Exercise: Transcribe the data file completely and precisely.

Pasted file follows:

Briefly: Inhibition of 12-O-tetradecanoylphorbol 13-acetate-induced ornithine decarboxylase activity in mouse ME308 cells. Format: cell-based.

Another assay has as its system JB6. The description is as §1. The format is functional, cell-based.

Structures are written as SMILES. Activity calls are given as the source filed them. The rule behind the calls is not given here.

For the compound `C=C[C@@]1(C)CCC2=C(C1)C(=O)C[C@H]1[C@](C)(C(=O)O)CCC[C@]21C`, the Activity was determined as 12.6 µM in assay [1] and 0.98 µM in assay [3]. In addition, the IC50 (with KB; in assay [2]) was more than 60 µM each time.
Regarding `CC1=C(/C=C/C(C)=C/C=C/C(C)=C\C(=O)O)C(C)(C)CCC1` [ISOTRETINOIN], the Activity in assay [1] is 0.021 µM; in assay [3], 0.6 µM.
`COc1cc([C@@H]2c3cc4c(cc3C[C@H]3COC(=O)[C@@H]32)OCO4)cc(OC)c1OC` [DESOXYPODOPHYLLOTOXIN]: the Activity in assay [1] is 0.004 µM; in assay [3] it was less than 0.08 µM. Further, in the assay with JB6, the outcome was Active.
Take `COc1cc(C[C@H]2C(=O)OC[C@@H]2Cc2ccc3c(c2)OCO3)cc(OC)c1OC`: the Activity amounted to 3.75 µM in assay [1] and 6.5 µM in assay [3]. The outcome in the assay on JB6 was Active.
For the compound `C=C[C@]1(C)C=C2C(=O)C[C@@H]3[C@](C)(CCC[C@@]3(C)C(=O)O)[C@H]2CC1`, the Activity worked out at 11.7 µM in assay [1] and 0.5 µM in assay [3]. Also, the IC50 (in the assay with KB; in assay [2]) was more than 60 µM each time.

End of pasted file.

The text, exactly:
Briefly: Inhibition of 12-O-tetradecanoylphorbol 13-acetate-induced ornithine decarboxylase activity in mouse ME308 cells. Format: cell-based.

Another assay has as its system JB6. The description is as §1. The format is functional, cell-based.

Structures are written as SMILES. Activity calls are given as the source filed them. The rule behind the calls is not given here.

For the compound `C=C[C@@]1(C)CCC2=C(C1)C(=O)C[C@H]1[C@](C)(C(=O)O)CCC[C@]21C`, the Activity was determined as 12.6 µM in assay [1] and 0.98 µM in assay [3]. In addition, the IC50 (with KB; in assay [2]) was more than 60 µM each time.
Regarding `CC1=C(/C=C/C(C)=C/C=C/C(C)=C\C(=O)O)C(C)(C)CCC1` [ISOTRETINOIN], the Activity in assay [1] is 0.021 µM; in assay [3], 0.6 µM.
`COc1cc([C@@H]2c3cc4c(cc3C[C@H]3COC(=O)[C@@H]32)OCO4)cc(OC)c1OC` [DESOXYPODOPHYLLOTOXIN]: the Activity in assay [1] is 0.004 µM; in assay [3] it was less than 0.08 µM. Further, in the assay with JB6, the outcome was Active.
Take `COc1cc(C[C@H]2C(=O)OC[C@@H]2Cc2ccc3c(c2)OCO3)cc(OC)c1OC`: the Activity amounted to 3.75 µM in assay [1] and 6.5 µM in assay [3]. The outcome in the assay on JB6 was Active.
For the compound `C=C[C@]1(C)C=C2C(=O)C[C@@H]3[C@](C)(CCC[C@@]3(C)C(=O)O)[C@H]2CC1`, the Activity worked out at 11.7 µM in assay [1] and 0.5 µM in assay [3]. Also, the IC50 (in the assay with KB; in assay [2]) was more than 60 µM each time.